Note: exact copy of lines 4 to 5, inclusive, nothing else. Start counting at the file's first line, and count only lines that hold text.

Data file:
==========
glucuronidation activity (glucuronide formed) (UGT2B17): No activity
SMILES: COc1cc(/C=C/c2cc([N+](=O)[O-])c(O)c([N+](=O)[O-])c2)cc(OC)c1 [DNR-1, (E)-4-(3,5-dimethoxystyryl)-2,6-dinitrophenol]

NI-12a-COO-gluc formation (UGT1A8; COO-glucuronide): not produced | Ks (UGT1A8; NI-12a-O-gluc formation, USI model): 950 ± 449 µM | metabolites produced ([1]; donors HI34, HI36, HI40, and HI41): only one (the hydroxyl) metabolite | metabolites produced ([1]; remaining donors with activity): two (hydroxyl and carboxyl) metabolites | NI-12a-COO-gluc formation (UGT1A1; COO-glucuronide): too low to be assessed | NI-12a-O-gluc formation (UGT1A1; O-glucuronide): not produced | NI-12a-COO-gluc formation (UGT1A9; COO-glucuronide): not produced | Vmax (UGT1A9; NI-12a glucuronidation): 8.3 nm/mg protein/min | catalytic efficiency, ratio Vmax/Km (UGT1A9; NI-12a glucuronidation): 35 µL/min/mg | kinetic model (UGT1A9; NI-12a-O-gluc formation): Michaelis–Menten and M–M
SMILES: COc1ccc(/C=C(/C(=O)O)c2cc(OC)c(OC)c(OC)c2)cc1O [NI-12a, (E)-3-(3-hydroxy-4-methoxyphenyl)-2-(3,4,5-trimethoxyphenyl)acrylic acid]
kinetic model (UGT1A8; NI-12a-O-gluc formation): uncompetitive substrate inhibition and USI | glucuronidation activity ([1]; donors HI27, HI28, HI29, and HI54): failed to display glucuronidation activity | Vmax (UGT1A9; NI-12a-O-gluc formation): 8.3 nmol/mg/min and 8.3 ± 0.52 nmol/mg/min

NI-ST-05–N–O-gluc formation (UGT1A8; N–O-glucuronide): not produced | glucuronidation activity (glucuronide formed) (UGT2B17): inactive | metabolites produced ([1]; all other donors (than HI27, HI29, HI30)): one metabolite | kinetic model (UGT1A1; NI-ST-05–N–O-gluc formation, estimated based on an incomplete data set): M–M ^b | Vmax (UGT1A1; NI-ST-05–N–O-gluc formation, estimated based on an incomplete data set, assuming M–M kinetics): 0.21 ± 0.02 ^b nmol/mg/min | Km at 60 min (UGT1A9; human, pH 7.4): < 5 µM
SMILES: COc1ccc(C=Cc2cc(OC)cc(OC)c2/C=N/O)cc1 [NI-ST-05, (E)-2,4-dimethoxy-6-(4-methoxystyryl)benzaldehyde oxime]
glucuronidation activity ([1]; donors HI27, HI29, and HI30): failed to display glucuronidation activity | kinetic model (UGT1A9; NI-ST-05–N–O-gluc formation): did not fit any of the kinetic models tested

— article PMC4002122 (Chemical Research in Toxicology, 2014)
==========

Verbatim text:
SMILES: COc1ccc(/C=C(/C(=O)O)c2cc(OC)c(OC)c(OC)c2)cc1O [NI-12a, (E)-3-(3-hydroxy-4-methoxyphenyl)-2-(3,4,5-trimethoxyphenyl)acrylic acid]
kinetic model (UGT1A8; NI-12a-O-gluc formation): uncompetitive substrate inhibition and USI | glucuronidation activity ([1]; donors HI27, HI28, HI29, and HI54): failed to display glucuronidation activity | Vmax (UGT1A9; NI-12a-O-gluc formation): 8.3 nmol/mg/min and 8.3 ± 0.52 nmol/mg/min